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Feline Friday: Ask Amy, Neat Freaks & Nasty Gifts

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12-12 persian kitten 2

Persians can be a grooming challenge.

We cherish the cat’s fastidious nature, and I’ve blogged before about the consequences–hairballs, ew!  But neatnik behavior goes beyond looking good. How and why cats groom impacts physical, emotional and social health. Kittens learn to lick themselves by 2 weeks of age using copycat behavior, and a slovenly mother will raise kitten slobs.

Are your cats neatniks, or slobs? Seren has a very specific grooming routine, ever since she arrived as a four-month-0ld stray. Most times kittens wash themselves by the time they are weaned, and adults spend up to 50 percent of their awake time in some form of grooming. You can learn WHY are cats such OCD groomers in the rest of my NEATNESS FREAKS article at Paw Nation.

By the way, I’ll be sending in suggestions for future Paw Nation topics. Have any suggestions (dog or kitty?). Please share! No guarantees, but I aims ta pleeze. And if not there, the topic could be a future Ask Amy.

So does it seem counter-intuitive for some tidy creatures to indulge in playing mousy games with critter entrails? Ew, again! Do your cats bring you special gifts? The few times that a mouse managed to get into the house, Seren simply watched it run by with only passing curiosity. She does attack crickets with relish, though, and leaves the buggy drumsticks behind. I think one reason many of us adore cats is they’re just a paw-step away from that wild-child creature, so it’s like bringing nature closer into our lives.

The Ask Amy video offers a couple of reasons why cats bring us gifts–but what do you think?

I love hearing from you, so please share comments and questions–and to stay up to date on all the latest just subscribe the blog, “like” me on Facebook, listen to the weekly radio show, and sign up for Pet Peeves newsletter with pet book give-aways!

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About amyshojai

Amy Shojai, CABC is a certified animal behavior consultant, award winning author, and spokesperson to the pet industry.

8 responses »

  1. Hi Amy!
    I once received a bird from KatyCat. It was an obvious gift, & he was proud of himself & was showing off. I freaked, but now I know better.

    You may have already addressed this, so please point me in the right direction. My cat Duchess loves grass. So I grow it for her in a pot, & I’ve come to learn to cut blades into tiny bits to add to her food.Otherwise, she spits up whole blades of grass that won’t digest. But why does she want it so much? She’s um, regular… I feed her the indoor greens type of dry food, with a spoonful of can a.m. & p.m.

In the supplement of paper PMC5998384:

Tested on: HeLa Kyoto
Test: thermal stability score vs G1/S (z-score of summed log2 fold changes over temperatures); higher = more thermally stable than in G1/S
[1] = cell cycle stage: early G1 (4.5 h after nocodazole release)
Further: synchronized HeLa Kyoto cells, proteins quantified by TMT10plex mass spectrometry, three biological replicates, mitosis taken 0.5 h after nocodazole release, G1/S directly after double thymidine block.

I feel a little silly cutting up blades of grass, but otherwise I’m cleaning carpet.
    Thoughts?

    Reply
    • Hi Pamela, KatyCat must think VERY highly of you. *s* There are cats who bring in live critters…a friend’s cat once brought in a baby snake (harmless) and really had a party, LOL!

      That’s a great question re: grass for a future Ask Amy. There are many theories about why cats (and dogs) eat grass but bottom line…they must like the taste. *s*

      Reply
      • Well, being the only other girl in the house with all these guys I live with, I spoil her rotten.

        *sigh* All of my cats through the years have thought highly of me, as you said lol! Never received a snake, but bird, bird eggs, mice, and something dead & unidentifiable (yuk!).

        I should be so lucky with my sons….

        Reply
        • My mom put up with a lot from us kids. Growing up on the river, we constantly brought home turtles, toads, snakes…baby birds sometimes. But we did leave the dead stuff alone. *eg*

          Reply
  2. Our indoor tabby cat, Isadora, brought me a straw bird ornament from the Christmas tree last year. She carefully placed it on my pillow! The year before, she put an ornament in one of my boots. She was only an outdoor cat when she was very young, before she was weaned. Do you think this is a cat instinct?

    Reply
  3. Hi Kathleen,
    What a sweet Isadora-kitty! Yes, I think it’s an instinct but also the ability to hunt is taught by Mom-cats and honed by practice. Some kitties seem to become experts at bird-swacking (knocking out of the air) while others perfect the paw-fishing technique. Interesting that she chose a bird-style ornament for a pillow gift. My Seren-kitty used to put her sparkl-ball toys in our shoes, too. I think they choose the gift-location very specifically, too–places they associate with their favorite people. Both your pillow and your boots carry YOUR signature scent, so this appears to have been very intentional. Neat!

    Reply
  4. Oh, my cats are mousers. Red, my kitty growing up, would catch them in the garage and bring them inside. He’d always set the mouse on the carpet, and look at us like “didn’t I do great?!” Then he’d eat everything except the head and tail….always fun cleaning up. My Shady has only been used to mouse hunt once, but he mastered it…he didn’t bring me any presents though. He just enjoyed himself. 🙂

    Reply
  5. I’ve got these kewl “Play ‘N Squeak” cat toys that actually SOUNDS like a live mouse for Seren. I prefer the non-edible ones for indoors plays. Live ones are “outdoor toys.” *eg* And Seren isn’t allowed outdoors so…

    Reply

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